The curses of the bokor are believed to be countered by the actions of the oungan and manbo , who can revert the curse through an exorcism that incorporates invocations of protective lwa, massages, and baths.
Zombies are among the most sensationalised aspects of Haitian religion. After the individual was then assumed dead, the Bizango would administer another drug to revive them, giving the impression that they had returned from the dead.
Practitioners of Vodou revere death, and believe it is a great transition from one life to another, or to the afterlife. Some Vodou families believe that a person's spirit leaves the body, but is trapped in water, over mountains, in grottoes—or anywhere else a voice may call out and echo—for one year and one day.
After then, a ceremonial celebration commemorates the deceased for being released into the world to live again. In the words of Edwidge Danticat, author of "A Year and a Day"—an article about death in Haitian society published in the New Yorker—and a Vodou practitioner, "The year-and-a-day commemoration is seen, in families that believe in it and practice it, as a tremendous obligation, an honorable duty, in part because it assures a transcendental continuity of the kind that has kept us Haitians, no matter where we live, linked to our ancestors for generations.
Though other Haitian and West African families believe there is an afterlife in paradise in the realm of God.
On the saints' days of the Roman Catholic calendar, Vodouists often hold "birthday parties" for the lwa associated with the saint whose day it is.
Pilgrimage is a part of Haitian religious culture. There, sacrifices are made and pilgrims immerse themselves in the trou mud pits.
The cultural area of the Fon , Ewe , and Yoruba peoples share a common metaphysical conception of a dual cosmological divine principle consisting of Nana Buluku , the God -Creator, and the voduns s or God-Actor s , daughters and sons of the Creator's twin children Mawu goddess of the moon and Lisa god of the sun.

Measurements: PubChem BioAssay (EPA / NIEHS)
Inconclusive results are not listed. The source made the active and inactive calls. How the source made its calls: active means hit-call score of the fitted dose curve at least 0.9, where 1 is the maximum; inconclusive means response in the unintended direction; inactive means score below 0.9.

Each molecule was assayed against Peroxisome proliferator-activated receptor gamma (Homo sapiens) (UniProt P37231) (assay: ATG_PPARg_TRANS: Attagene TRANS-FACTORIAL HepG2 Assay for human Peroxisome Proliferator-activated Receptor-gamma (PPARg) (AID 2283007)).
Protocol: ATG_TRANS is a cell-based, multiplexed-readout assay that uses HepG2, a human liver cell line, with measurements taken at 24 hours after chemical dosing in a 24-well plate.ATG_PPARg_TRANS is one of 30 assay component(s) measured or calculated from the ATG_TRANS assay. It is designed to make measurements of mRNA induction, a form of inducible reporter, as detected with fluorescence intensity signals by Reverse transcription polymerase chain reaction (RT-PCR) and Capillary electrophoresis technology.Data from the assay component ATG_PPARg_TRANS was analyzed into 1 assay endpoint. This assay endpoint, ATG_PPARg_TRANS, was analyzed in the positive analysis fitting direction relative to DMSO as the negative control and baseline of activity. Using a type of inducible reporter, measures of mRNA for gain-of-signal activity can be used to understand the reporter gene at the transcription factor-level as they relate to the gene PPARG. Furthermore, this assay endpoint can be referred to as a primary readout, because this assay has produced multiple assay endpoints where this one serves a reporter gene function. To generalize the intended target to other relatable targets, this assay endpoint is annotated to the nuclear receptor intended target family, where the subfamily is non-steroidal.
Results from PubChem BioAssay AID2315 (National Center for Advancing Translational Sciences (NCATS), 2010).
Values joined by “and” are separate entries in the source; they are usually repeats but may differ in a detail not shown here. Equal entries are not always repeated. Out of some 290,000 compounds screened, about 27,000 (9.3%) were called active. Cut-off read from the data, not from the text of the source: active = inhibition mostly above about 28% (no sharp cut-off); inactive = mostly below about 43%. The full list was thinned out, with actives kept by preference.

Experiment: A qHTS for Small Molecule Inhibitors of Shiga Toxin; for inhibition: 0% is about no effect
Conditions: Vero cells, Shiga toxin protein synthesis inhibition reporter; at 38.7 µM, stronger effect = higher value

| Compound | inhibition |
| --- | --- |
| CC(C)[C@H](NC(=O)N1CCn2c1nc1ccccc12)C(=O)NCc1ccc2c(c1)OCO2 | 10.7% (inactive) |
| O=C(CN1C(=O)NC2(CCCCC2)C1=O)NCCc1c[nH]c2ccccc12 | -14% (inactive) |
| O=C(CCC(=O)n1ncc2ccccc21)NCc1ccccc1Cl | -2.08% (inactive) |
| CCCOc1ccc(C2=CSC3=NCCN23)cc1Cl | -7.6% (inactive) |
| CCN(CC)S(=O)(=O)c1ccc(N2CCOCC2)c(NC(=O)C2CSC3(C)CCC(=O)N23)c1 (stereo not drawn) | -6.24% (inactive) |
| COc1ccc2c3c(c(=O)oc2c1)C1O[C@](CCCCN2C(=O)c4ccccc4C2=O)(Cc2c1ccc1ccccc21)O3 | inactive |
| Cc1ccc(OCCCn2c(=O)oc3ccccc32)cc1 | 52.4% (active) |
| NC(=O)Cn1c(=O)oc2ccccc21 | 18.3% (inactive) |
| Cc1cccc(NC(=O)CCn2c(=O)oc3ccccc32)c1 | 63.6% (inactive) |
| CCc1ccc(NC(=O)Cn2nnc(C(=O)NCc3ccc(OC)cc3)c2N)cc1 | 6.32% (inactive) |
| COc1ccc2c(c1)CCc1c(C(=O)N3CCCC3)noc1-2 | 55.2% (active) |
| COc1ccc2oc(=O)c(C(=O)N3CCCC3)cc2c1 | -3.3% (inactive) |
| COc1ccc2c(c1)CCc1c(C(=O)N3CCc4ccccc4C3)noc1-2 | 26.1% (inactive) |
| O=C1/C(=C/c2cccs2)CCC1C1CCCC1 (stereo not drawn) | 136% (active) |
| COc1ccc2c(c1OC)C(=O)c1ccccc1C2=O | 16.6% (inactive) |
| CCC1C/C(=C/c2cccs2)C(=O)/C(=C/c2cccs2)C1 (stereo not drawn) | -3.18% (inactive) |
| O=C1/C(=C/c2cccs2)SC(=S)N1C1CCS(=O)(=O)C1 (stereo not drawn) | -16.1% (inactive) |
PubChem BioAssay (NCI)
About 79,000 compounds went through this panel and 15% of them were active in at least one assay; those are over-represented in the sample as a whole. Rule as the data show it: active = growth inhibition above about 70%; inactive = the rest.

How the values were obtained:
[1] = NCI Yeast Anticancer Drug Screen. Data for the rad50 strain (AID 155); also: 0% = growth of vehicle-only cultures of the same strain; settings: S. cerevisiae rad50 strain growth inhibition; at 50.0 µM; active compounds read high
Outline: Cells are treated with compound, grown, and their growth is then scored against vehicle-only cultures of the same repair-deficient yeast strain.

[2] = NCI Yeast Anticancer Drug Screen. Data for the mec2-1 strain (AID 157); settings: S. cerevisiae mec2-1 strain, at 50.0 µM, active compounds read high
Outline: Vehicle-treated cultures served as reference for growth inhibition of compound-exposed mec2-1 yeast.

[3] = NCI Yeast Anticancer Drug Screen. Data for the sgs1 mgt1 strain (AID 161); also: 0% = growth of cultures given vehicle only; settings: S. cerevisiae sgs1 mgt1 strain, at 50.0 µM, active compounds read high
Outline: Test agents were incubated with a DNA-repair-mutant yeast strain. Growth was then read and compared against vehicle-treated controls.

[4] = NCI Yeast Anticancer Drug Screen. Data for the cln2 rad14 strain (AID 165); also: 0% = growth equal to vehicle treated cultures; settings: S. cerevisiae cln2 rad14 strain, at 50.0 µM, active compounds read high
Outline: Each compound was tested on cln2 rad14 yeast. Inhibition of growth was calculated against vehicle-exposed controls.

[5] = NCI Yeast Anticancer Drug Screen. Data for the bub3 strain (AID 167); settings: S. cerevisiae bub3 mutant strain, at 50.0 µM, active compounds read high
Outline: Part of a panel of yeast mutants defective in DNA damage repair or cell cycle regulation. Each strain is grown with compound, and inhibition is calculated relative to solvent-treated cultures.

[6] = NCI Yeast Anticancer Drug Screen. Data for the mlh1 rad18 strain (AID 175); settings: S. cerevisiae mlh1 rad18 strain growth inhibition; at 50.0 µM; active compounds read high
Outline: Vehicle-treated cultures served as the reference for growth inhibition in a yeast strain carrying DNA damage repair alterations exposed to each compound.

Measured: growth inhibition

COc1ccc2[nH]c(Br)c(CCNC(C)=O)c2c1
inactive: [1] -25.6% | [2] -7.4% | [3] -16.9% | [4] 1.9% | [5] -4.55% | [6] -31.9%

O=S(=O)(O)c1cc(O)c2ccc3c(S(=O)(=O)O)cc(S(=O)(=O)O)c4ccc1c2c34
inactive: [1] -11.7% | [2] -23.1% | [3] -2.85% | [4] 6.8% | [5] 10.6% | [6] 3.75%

The God-Creator is the cosmogonical principle and does not trifle with the mundane; the voduns s are the God-Actor s who actually govern earthly issues.
The pantheon of vodoun is quite large and complex. West African Vodun has its primary emphasis on ancestors, with each family of spirits having its own specialized priest and priestess, which are often hereditary.
In many African clans, deities might include Mami Wata , who are gods and goddesses of the waters; Legba , who in some clans is virile and young in contrast to the old man form he takes in Haiti and in many parts of Togo; Gu or Ogoun , ruling iron and smithcraft; Sakpata , who rules diseases; and many other spirits distinct in their own way to West Africa.
A significant portion of Haitian Vodou often overlooked by scholars until recently is the input from the Kongo. The entire northern area of Haiti is heavily influenced by Kongo practices.
In the south, Kongo influence is called Petwo Petro. Many loa a Kikongo term are of Kongo origin such as Basimba belonging to the Basimba people and the Lemba.
In addition, the Vodun religion distinct from Haitian Vodou already existed in the United States previously to Haitian immigration, having been brought by enslaved West Africans, specifically from the Ewe, Fon, Mina, Kabaye, and Nago groups.
Some of the more enduring forms survive in the Gullah Islands. European colonialism , followed by totalitarian regimes in West Africa, suppressed Vodun as well as other forms of the religion.
However, because the Vodun deities are born to each African clan-group, and its clergy is central to maintaining the moral, social, and political order and ancestral foundation of its villagers, it proved to be impossible to eradicate the religion.